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Get Ready To Climb The Corporate Ladder

Do you imagine yourself sitting at your boss’s desk? You aren’t alone! You should think about planning your career, and that often means moving up the ladder.

However, thinking about your career isn’t enough. You need to take action. Fortunately, all it takes is vision, ambition -- and a few helpful tips from Sarah E. Needleman’s article “How To Position Yourself To Snag Your Boss’s Job,” published by CareerJournal.com. Here’s what Needleman advises:

  • Be careful what you wish for. Close to 75 percent of polled executives said they could not only handle their boss’s work -- but they could actually do it better, according a poll by Korn/Ferry International. However, the problem is that most workers don’t fully understand their boss’s responsibilities. Employees also tend to be blind to their boss’s strengths, zeroing in on faults instead, claims Needleman. Be aware that you may be overconfident.
  • Watch and learn. You should gain a better understanding of what your boss does and how she interacts with both subordinates and supervisors, suggests Needleman. Pick out your boss’s leadership qualities, such as effective delegation and motivational praise, so you can emulate those qualities.
  • Offer to step in. Find out what task your boss is responsible for, but doesn’t like to do. Then offer to take on the task yourself. It’s a great way to gain experience and become more familiar with what your boss’s job entails, asserts Needleman. As a bonus, your boss will appreciate your help and motivation.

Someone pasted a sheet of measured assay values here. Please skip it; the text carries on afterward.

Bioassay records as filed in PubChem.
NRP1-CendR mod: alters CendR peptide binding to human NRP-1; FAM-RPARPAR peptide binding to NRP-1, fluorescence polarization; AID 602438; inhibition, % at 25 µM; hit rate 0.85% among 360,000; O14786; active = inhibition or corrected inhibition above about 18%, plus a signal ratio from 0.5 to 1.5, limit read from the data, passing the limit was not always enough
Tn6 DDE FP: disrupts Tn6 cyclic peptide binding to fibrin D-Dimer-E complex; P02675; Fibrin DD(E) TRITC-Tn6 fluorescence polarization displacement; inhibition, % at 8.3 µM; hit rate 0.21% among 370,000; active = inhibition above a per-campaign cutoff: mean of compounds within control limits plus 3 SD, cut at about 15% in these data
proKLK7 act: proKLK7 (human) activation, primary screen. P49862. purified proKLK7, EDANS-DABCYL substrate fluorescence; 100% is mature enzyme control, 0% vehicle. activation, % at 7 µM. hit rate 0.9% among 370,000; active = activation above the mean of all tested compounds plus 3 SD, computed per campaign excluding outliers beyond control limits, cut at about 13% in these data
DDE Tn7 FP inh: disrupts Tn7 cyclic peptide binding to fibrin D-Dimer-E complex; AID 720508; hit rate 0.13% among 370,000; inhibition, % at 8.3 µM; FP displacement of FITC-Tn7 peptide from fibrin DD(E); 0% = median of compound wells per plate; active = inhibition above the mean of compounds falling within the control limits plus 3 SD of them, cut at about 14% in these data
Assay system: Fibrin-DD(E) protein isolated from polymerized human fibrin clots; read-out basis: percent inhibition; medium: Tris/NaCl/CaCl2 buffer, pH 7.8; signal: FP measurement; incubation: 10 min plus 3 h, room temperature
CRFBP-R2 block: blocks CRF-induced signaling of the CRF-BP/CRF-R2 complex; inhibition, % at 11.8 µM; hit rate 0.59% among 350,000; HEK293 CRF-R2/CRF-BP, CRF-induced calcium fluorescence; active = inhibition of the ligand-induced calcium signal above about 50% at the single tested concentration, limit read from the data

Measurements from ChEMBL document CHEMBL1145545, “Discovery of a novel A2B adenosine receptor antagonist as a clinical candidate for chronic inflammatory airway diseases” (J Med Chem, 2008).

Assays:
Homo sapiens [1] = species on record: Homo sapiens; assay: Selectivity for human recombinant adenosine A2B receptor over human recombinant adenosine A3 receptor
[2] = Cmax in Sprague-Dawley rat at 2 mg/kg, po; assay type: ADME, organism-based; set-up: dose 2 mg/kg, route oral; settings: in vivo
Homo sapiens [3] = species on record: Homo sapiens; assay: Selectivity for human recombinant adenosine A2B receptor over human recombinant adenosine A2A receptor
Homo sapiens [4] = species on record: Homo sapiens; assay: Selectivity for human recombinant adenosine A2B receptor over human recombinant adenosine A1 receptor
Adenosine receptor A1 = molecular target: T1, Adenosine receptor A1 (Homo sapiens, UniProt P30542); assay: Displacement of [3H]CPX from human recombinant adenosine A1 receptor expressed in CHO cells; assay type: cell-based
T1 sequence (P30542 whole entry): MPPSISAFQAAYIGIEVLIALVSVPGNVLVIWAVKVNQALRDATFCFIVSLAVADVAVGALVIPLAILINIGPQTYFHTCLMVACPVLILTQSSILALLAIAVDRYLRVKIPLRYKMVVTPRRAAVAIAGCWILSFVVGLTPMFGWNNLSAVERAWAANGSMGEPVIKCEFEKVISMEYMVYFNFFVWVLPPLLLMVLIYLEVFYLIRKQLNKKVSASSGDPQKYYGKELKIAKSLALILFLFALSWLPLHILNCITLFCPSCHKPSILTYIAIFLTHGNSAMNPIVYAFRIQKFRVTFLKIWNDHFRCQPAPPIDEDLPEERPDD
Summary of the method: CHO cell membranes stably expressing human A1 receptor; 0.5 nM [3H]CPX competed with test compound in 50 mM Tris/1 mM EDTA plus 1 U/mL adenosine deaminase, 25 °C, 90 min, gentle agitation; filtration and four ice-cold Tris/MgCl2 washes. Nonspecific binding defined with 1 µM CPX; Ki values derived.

• Don’t keep it a secret. Most workers think it’s a mistake to tell their boss that they’re interested in her job, but that isn’t necessarily true. You should share your career goals with your boss, who might offer development suggestions. After all, if you move up in the company, it makes your boss look like a strong leader who helped cultivate a talented employee. Just approach the subject tactfully, warns Needleman. You don’t want to threaten your boss by saying you want her job specifically. Instead, tell her you’re interested in a job like hers.
  • Be willing to make sacrifices. You may need to gain different kinds of experience to qualify for your dream job, so realize that you may need to take a new position within the company to gain experience before you can get the promotion you want. It may even require moving if a prime position is open in another location. Patience and perserverance are the name of the game if you want your boss’s job, says Needleman.
 

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